Affiliation: University of Thessaly
Resolution: Individual | Duration: One to two hours



LEAP aims at building experience and knowledge among higher education students on emerging lean and agile industry practices empowering them to effectively transition into the professional world, focusing on engineering disciplines. The project further aims at closing the new digital divide by promoting the development of high quality digital content for higher education linked to both academic and industry needs. Lean practices will encourage students to design solutions that meet needs while minimizing the deployment of resources. Agile practices expose students to industry cycles in which design is integrated throughout production processes, as opposed to only in the early stages of production, ensuring that the final product effectively addresses consumer needs. LEAP deploys serious games that encourage learners to adopt industry roles, to think critically for addressing community and societal needs through agile engineering solutions, to practice on the application of industrial process management in the context of their higher education curricula, and to take into account environmental responsibility issues in service design and implementation. Recognizing the importance of supporting educators on integrating the proposed innovative learning methods and tools into their teaching practices LEAP will further develop good practice guidelines and instructor support content.

Learning Objectives

SCRUM, which refers to the related popular agile design methodology, which aims to ensure that software best addresses the needs of target users. SCRUM includes roles, namely SCRUM Master, Team Member, and Product Owner (typically the customer). The team prioritizes tasks and delivers a product incrementaly in cycles that are called "SCRUMS". The application includes two scenarios that show how agile can benefit sectors beyond software engineering. The scenarios focus on urban design and agricultural design.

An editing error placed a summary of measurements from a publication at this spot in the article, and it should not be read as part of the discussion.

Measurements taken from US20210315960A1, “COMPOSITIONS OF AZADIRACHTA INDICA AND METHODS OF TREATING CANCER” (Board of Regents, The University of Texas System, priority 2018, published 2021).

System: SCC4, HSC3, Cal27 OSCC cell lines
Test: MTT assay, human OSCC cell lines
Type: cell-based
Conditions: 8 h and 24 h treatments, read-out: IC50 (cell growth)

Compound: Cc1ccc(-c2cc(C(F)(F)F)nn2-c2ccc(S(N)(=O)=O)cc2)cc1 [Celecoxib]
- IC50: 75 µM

“SCRUM” model is deployed in the context of agile design. The SCRUM model is applicable in small teams that work in small to medium sized projects. Team members have roles. For example, the SCRUM master is the overall coordinator. The product owner is the person that decides whether the outcome of implementation actually meets needs; typically this person is the customer. Team members work with the SCRUM master to implement a project. Design and implementation of a project are interleaved and not separated as in more traditional project implementation approaches. At the beginning of a project implementation team members in collaboration with the customer brainstorm to identify the features that the final product must have. Each feature is documented in a small note typically on a board. The team members in collaboration with the customer then decide which features will be implemented in the first iteration of development, which in the second, which in the third, and so on. Once the features to be implemented in an iteration are agreed upon, the team members go into a “sprint” of implementation, which is intense. Typically, during this time team members do not interact with external individuals. Rather, they interact only with the SCRUM master, who acts as a buffer protecting the team from distractions. At the end of a sprint all team members, the SCRUM master, and the product owner have a meeting. This meeting is called a “SCRUM”, giving its name to the overall process. During the SCRUM participants decide whether the result is the desired one. They further identify the features that will be implemented in the next sprint. The product owner, i.e. the customer, may “accept” or “reject” the result. Rejection is not uncommon. If a release is rejected a new prototype is built in the following sprint. The related application will be a single player game that will recreate the development of a product using the SCRUM methodology described above. The player will be able to assume any of the traditional SCRUM roles, namely SCRUM master, product owner, or team member. The following scenarios are planned, which demonstrate that the SCRUM methodology can be applied beyond its traditional use in software engineering: designing a university campus (civil engineer), designing a garden (agricultural engineering).